Shoeb Hansari is a motorcycle racer you’ve never heard of. You probably were never going to. A few weeks from now, a newspaper column could appear, matter-of-factly mentioning his passing in a road accident. For the sake of filling up the white spaces, the story could be garnished with some perspective on the rise of motorcycle fatalities. You’d nod in resentment, at best, and flip over to read on about whichever celebrity has the nation up in a furore that day. Shoeb doesn’t want you to hear of him anyway; he’s just a statistic waiting to be realised. That might be all of us, in a way, but finding complacence in the knowledge is what separates us from them. His identity is inconsequential.
Set the controls
It’s a quiet afternoon at DCP Nandkumar Thakur’s office at the Mumbai Traffic Police headquarters in South Mumbai. A friendly face, if a visibly tired one, DCP Thakur had played an instrumental role in the Road Safety Month, which had concluded only the night before. “We’ve taken 300 bikes off the road!” he exclaims, sounding satisfied with the feat. With hundreds of motorcyclists apprehended and taken to task for rash and negligent riding, the Mumbai Police’s traffic division had spent the month working round the clock and yielding terrific results. It’s a high-risk job and, over the years, many police workers have paid a heavy price for it. There is, after all, a difference between standing in the way of a motorcyclist heading in your direction at 60kph, and one that is determined to not do anything about it.
“Our objective is not so much to penalise than to educate. It is a dangerous, irresponsible activity, and it can destroy families,” he says, browsing through a string of messages on his constantly buzzing phone. “To be honest, they are not criminals, and we try to dissuade them because they don’t understand the consequences of all this. A cancelled licence can impact things like passport verification and even, sometimes, come in the way of getting a job.” That street racing is a sociological issue is quite well-established; that’s where the cafe racers of the sixties came from, too!
Six heads, not a helmet in sight, and not a care in the world either.
I’ve overstayed my brief appointment, and as I gather my belongings, he quips, “The only solution to this problem is education. If children are taught about road safety at the primary school level, we’d have a much better situation.” It’s an obvious observation, but one with well-meaning intent. Surely, he’d rather not have this problem to curb.
What do you want from me?
For a brief moment, Shoeb was visibly irritated with the confrontation. I’d caught a glimpse of him going down a desolate stretch by Bandra’s spectacular seafront, the front wheel of his motorcycle hoisted up in the air comfortably, and had decided to flag him down. I was in awe of the effortless wheelie he’d pulled moments ago, but was mindful of not expressing it. “What do you want?,” he brazenly asked, although it didn’t seem to have emerged from downright spite. “I’m writing a story about motorcycle racers like you. If you’re okay with it, I’d like to shoot photographs of you and chat for a bit. The police have had their say, why don’t you have yours?” My frankness was unexpected, even to myself, but it broke the ice. We parked our motorcycles by the Armco barrier.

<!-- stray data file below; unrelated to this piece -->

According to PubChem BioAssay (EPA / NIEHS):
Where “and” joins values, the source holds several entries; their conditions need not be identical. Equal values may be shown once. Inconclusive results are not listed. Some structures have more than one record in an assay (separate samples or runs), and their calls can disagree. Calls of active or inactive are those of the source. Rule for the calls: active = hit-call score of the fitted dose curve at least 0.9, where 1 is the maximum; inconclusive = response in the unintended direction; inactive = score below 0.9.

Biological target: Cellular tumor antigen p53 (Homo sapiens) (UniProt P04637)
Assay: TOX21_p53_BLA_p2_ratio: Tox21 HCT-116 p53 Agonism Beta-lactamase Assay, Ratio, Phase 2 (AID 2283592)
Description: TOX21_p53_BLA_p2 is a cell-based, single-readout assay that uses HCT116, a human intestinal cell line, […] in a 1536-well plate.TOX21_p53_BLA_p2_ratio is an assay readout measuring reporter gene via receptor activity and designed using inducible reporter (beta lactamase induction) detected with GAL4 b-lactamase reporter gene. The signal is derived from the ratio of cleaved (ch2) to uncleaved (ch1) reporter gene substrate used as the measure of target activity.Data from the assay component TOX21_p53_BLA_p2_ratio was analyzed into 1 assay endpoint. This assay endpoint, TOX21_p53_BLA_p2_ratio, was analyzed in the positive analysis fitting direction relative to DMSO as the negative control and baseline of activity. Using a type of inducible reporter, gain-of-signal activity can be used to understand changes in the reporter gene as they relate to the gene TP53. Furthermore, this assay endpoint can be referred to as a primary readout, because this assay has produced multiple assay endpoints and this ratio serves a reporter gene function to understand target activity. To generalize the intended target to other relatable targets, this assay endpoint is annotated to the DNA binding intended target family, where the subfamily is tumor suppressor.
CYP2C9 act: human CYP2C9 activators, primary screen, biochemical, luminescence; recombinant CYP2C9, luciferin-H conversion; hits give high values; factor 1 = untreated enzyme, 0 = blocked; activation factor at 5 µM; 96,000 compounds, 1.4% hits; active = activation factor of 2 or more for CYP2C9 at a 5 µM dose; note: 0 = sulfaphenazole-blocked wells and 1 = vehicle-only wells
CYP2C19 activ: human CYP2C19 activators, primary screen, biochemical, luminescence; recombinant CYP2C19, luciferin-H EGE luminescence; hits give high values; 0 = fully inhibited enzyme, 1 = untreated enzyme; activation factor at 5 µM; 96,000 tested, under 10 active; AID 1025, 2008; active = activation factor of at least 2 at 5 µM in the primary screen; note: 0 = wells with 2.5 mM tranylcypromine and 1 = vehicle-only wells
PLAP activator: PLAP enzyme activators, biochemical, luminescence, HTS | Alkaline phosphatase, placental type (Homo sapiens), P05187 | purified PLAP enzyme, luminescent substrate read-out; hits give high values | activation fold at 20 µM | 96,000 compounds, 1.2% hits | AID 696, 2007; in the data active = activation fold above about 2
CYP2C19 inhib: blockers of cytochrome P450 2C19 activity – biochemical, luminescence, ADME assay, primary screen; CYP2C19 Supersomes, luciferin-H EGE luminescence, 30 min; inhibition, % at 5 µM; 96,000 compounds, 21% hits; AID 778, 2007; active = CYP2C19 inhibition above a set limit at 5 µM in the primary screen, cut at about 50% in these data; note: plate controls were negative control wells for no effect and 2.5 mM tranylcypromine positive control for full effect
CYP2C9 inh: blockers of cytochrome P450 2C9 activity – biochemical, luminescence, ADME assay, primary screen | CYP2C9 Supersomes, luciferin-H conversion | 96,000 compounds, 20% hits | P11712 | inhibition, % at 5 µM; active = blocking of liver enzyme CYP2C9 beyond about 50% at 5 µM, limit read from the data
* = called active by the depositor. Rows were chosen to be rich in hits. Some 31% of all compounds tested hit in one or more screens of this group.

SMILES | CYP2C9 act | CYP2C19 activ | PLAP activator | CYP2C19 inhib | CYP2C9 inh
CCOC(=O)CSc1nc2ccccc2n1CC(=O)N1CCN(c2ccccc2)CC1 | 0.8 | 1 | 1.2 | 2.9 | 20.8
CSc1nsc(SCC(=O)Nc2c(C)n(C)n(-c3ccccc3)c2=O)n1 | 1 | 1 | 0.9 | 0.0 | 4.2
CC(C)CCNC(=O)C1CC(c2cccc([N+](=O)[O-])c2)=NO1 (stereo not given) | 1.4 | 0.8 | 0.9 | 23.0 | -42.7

“I’m Shoeb, you can look me up on Instagram. I have 8,000 followers.” Is that what this is all about, then? A popularity contest of the life-threatening sort? “Not at all! I just happen to be popular. The fame draws in a lot of people, because we’ve had it tough growing up in these parts. I have a job which is quite exhausting. I come here in the evenings, pull a wheelie or two, and that makes me happy.” Shoeb is barely in his twenties and looks it, with such an enviable boyish charm to his intonation, you’d forgive him something far more heinous than a wheelie. “I do participate in the drag races – usually it all happens on a Friday, Saturday or Monday. I like drag racing, but I wheelie only for myself.”
His skill on a motorcycle does account for something, although, ultimately, it’s a mindless, irresponsible act that’s too far down the scale of nonconformism to ever be attested to. In any case, aren’t the statistics, a determined law enforcement and, above all, the possibility of destroying families – their own – a strong deterrent? “I think about it, sometimes, but this scene is addictive. We have so many WhatsApp groups, a very tightly organised structure, and extremely few riders can truly shine – I’m one of them. That fame and respect is very important. But I race because it makes me happy. I know it’s not going to last forever. My mother already wants me to marry and have kids!”
Most boy racers fund their dreams doing odd jobs, usually only long enough to be able to buy a used motorcycle. Some, pleased with the steady cash flow, stick it out with food aggregators as delivery agents. It keeps them riding motorcycles – unofficially expected to be ridden a bit fast, too. Rehan is one such racer, the youngest of four brothers, one of whom lost his life to a motorcycle racing crash only a year ago. With the help of supportive and less-skilled friends, he frequently finds himself tearing down the Eastern Express Highway on a borrowed Pulsar 220F.